Moral Decision Making: How the Normative and Empirical can Inform our Prescriptive Accounts
Moral decision making
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PublisherThe University of Arizona.
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AbstractIf Aristotle was right in claiming that the aim of moral philosophy is to help us determine how we ought to live, then part of the aim of moral philosophy must be to help us improve our prescriptive accounts of moral decision making--our accounts of how we should make moral decisions. In my dissertation I examine implications of empirical research in cognitive science, social psychology, and decision theory for issues in moral decision making. I argue that empirical evidence suggests that principled guidance is in fact beneficial for decision making, which calls into question particularist prescriptive accounts. I also argue that contrary to the prevailing view, research suggests that taking a first-person perspective when making judgments about what we ought to do might actually help us make better moral judgments. Additionally, I argue that jurors will be more likely to make fairer and more accurate judgments by taking the perspective of the defendant than by trying to maintain a detached and 'objective' point of view.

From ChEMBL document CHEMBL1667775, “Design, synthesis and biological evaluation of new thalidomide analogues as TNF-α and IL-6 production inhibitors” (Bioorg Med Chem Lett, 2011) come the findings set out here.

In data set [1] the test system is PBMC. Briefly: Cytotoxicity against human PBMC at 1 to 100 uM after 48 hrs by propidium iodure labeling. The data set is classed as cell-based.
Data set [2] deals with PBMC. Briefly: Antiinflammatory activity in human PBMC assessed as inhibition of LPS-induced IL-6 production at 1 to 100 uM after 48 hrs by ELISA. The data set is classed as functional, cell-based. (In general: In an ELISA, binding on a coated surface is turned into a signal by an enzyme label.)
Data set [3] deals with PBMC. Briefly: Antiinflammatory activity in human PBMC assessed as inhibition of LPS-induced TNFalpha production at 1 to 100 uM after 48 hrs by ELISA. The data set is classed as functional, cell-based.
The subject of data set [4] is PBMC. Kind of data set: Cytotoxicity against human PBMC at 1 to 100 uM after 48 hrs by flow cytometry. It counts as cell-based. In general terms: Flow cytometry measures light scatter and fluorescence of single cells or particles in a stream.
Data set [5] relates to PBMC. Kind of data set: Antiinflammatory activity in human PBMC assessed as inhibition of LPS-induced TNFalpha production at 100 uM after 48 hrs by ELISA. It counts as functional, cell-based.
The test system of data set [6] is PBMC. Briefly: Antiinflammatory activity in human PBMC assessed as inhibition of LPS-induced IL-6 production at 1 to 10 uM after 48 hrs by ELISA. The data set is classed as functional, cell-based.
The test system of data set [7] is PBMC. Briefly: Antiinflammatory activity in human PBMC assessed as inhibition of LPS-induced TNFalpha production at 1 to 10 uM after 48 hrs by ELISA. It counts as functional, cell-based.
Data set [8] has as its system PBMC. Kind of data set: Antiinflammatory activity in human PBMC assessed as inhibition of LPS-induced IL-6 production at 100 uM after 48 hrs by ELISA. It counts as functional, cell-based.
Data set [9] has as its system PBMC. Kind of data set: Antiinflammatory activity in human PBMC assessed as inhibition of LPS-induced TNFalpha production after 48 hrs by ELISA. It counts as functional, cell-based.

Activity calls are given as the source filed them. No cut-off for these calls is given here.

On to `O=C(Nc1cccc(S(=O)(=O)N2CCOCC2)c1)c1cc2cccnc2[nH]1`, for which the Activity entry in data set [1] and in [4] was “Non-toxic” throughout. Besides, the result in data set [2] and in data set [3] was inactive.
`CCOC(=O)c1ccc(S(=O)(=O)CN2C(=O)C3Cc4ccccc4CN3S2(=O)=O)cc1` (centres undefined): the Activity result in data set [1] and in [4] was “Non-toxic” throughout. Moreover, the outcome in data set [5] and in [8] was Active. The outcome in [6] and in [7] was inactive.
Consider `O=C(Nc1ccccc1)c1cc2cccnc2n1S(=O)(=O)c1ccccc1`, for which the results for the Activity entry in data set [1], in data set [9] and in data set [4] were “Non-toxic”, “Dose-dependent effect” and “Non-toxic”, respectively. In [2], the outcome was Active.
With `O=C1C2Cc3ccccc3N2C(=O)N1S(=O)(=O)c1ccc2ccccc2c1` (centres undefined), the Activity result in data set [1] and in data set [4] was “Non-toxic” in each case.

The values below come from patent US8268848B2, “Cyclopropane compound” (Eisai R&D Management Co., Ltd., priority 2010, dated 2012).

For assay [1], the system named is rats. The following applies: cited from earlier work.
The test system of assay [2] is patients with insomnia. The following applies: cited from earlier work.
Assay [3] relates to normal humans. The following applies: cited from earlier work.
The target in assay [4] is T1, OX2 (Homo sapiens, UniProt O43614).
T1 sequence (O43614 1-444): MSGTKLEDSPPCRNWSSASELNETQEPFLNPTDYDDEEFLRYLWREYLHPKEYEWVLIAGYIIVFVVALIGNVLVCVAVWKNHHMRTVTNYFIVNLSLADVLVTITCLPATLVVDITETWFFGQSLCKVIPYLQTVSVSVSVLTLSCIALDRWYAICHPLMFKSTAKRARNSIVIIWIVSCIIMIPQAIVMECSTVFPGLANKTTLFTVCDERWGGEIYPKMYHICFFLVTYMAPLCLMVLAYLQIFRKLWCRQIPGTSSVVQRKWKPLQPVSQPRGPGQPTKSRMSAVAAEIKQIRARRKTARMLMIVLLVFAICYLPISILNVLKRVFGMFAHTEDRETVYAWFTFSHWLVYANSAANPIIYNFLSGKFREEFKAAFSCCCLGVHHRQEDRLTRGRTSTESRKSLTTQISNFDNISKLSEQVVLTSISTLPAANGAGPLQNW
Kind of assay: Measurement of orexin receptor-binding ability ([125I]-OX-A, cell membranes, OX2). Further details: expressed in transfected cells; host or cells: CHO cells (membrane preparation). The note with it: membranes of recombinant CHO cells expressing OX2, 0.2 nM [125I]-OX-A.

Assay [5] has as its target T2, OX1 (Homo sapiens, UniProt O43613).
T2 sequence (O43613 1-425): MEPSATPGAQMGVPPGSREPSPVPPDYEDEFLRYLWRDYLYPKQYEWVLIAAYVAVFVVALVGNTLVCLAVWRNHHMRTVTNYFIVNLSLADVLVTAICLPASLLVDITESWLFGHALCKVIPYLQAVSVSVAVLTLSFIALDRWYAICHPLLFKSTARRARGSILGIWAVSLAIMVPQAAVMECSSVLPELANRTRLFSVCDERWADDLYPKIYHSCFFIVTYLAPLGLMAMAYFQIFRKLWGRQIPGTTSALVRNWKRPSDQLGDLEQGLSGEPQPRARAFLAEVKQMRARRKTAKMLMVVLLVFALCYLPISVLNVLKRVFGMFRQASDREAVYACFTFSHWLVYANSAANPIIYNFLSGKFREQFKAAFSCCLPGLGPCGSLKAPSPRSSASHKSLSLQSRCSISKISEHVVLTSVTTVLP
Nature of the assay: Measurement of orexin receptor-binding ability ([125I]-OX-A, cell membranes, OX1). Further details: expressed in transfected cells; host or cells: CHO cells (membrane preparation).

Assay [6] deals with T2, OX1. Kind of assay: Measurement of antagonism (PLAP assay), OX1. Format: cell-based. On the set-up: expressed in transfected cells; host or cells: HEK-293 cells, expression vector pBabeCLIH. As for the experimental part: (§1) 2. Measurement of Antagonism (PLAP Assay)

Degree ProgramGraduate College